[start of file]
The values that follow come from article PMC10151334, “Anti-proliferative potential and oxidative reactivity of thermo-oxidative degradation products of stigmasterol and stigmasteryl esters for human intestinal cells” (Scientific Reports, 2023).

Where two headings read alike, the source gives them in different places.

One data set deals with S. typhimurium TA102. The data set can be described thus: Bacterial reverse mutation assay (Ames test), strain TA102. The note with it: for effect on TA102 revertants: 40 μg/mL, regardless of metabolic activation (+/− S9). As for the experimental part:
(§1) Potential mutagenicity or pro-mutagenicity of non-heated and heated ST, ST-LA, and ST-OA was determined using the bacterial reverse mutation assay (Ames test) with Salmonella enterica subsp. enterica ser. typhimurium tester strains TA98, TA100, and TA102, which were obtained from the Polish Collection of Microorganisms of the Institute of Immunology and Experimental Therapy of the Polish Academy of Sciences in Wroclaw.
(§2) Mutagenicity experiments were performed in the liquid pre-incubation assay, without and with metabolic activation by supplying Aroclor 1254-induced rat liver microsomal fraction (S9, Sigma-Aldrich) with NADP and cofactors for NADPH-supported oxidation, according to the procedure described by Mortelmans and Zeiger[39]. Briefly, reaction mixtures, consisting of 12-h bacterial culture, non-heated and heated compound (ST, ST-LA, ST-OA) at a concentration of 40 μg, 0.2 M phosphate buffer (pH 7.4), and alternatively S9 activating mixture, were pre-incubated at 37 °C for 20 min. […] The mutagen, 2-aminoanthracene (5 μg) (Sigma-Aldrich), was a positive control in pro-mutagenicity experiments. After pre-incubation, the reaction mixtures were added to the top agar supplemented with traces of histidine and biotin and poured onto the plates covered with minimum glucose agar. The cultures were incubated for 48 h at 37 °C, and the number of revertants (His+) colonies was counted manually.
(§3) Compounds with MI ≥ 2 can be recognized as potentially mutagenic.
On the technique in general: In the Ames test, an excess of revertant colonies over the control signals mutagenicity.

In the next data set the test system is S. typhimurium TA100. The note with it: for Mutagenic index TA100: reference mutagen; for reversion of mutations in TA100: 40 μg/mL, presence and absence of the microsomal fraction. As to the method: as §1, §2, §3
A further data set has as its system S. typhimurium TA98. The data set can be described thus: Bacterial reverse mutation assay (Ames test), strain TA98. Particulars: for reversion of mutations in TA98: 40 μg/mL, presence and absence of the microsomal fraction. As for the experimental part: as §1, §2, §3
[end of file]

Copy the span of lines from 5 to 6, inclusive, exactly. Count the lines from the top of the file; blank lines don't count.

(§2) Mutagenicity experiments were performed in the liquid pre-incubation assay, without and with metabolic activation by supplying Aroclor 1254-induced rat liver microsomal fraction (S9, Sigma-Aldrich) with NADP and cofactors for NADPH-supported oxidation, according to the procedure described by Mortelmans and Zeiger[39]. Briefly, reaction mixtures, consisting of 12-h bacterial culture, non-heated and heated compound (ST, ST-LA, ST-OA) at a concentration of 40 μg, 0.2 M phosphate buffer (pH 7.4), and alternatively S9 activating mixture, were pre-incubated at 37 °C for 20 min. […] The mutagen, 2-aminoanthracene (5 μg) (Sigma-Aldrich), was a positive control in pro-mutagenicity experiments. After pre-incubation, the reaction mixtures were added to the top agar supplemented with traces of histidine and biotin and poured onto the plates covered with minimum glucose agar. The cultures were incubated for 48 h at 37 °C, and the number of revertants (His+) colonies was counted manually.
(§3) Compounds with MI ≥ 2 can be recognized as potentially mutagenic.